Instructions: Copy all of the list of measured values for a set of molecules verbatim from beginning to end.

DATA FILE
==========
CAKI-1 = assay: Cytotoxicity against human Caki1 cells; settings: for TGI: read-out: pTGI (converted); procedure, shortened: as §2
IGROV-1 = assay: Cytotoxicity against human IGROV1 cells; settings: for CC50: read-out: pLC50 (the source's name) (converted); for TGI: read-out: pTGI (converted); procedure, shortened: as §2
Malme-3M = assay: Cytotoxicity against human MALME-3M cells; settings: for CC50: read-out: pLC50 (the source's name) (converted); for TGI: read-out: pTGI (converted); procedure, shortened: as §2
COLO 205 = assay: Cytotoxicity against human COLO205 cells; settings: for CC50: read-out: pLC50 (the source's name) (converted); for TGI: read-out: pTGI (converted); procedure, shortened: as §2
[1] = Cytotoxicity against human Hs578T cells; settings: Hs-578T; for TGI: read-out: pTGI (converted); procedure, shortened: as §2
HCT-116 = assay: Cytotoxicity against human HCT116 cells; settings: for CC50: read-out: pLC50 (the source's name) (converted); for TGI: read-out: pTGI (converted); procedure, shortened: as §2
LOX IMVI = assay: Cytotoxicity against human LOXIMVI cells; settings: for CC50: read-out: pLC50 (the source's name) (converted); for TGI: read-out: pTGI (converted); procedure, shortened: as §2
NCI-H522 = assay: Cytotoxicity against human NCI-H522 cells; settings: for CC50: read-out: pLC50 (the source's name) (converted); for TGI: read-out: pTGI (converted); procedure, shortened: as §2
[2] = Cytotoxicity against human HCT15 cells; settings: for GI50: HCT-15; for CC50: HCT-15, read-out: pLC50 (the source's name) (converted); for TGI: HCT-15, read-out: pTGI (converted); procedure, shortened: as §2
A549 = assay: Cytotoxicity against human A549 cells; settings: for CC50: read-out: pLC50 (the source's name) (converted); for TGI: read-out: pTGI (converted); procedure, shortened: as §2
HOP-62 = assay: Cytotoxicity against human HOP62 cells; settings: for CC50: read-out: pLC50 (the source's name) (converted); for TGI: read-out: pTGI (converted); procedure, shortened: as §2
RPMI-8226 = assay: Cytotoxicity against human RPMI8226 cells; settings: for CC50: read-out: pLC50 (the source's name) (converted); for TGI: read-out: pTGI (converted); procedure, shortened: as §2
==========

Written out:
CAKI-1 = assay: Cytotoxicity against human Caki1 cells; settings: for TGI: read-out: pTGI (converted); procedure, shortened: as §2
IGROV-1 = assay: Cytotoxicity against human IGROV1 cells; settings: for CC50: read-out: pLC50 (the source's name) (converted); for TGI: read-out: pTGI (converted); procedure, shortened: as §2
Malme-3M = assay: Cytotoxicity against human MALME-3M cells; settings: for CC50: read-out: pLC50 (the source's name) (converted); for TGI: read-out: pTGI (converted); procedure, shortened: as §2
COLO 205 = assay: Cytotoxicity against human COLO205 cells; settings: for CC50: read-out: pLC50 (the source's name) (converted); for TGI: read-out: pTGI (converted); procedure, shortened: as §2
[1] = Cytotoxicity against human Hs578T cells; settings: Hs-578T; for TGI: read-out: pTGI (converted); procedure, shortened: as §2
HCT-116 = assay: Cytotoxicity against human HCT116 cells; settings: for CC50: read-out: pLC50 (the source's name) (converted); for TGI: read-out: pTGI (converted); procedure, shortened: as §2
LOX IMVI = assay: Cytotoxicity against human LOXIMVI cells; settings: for CC50: read-out: pLC50 (the source's name) (converted); for TGI: read-out: pTGI (converted); procedure, shortened: as §2
NCI-H522 = assay: Cytotoxicity against human NCI-H522 cells; settings: for CC50: read-out: pLC50 (the source's name) (converted); for TGI: read-out: pTGI (converted); procedure, shortened: as §2
[2] = Cytotoxicity against human HCT15 cells; settings: for GI50: HCT-15; for CC50: HCT-15, read-out: pLC50 (the source's name) (converted); for TGI: HCT-15, read-out: pTGI (converted); procedure, shortened: as §2
A549 = assay: Cytotoxicity against human A549 cells; settings: for CC50: read-out: pLC50 (the source's name) (converted); for TGI: read-out: pTGI (converted); procedure, shortened: as §2
HOP-62 = assay: Cytotoxicity against human HOP62 cells; settings: for CC50: read-out: pLC50 (the source's name) (converted); for TGI: read-out: pTGI (converted); procedure, shortened: as §2
RPMI-8226 = assay: Cytotoxicity against human RPMI8226 cells; settings: for CC50: read-out: pLC50 (the source's name) (converted); for TGI: read-out: pTGI (converted); procedure, shortened: as §2